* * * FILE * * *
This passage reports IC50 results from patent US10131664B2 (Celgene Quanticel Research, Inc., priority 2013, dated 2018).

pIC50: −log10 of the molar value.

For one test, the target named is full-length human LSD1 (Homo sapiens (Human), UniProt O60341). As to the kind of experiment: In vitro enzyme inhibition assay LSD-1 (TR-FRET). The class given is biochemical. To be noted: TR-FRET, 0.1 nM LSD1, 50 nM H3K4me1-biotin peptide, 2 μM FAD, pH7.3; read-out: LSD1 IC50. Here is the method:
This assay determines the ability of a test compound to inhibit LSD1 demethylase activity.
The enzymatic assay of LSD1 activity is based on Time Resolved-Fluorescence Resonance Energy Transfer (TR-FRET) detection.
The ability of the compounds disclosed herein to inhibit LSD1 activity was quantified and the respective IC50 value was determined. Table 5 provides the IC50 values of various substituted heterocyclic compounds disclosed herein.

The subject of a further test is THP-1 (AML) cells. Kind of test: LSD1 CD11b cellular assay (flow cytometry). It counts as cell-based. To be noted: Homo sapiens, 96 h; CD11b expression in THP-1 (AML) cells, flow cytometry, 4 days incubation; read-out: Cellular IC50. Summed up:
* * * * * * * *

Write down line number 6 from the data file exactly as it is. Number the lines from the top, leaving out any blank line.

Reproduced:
The ability of the compounds disclosed herein to inhibit LSD1 activity was quantified and the respective IC50 value was determined. Table 5 provides the IC50 values of various substituted heterocyclic compounds disclosed herein.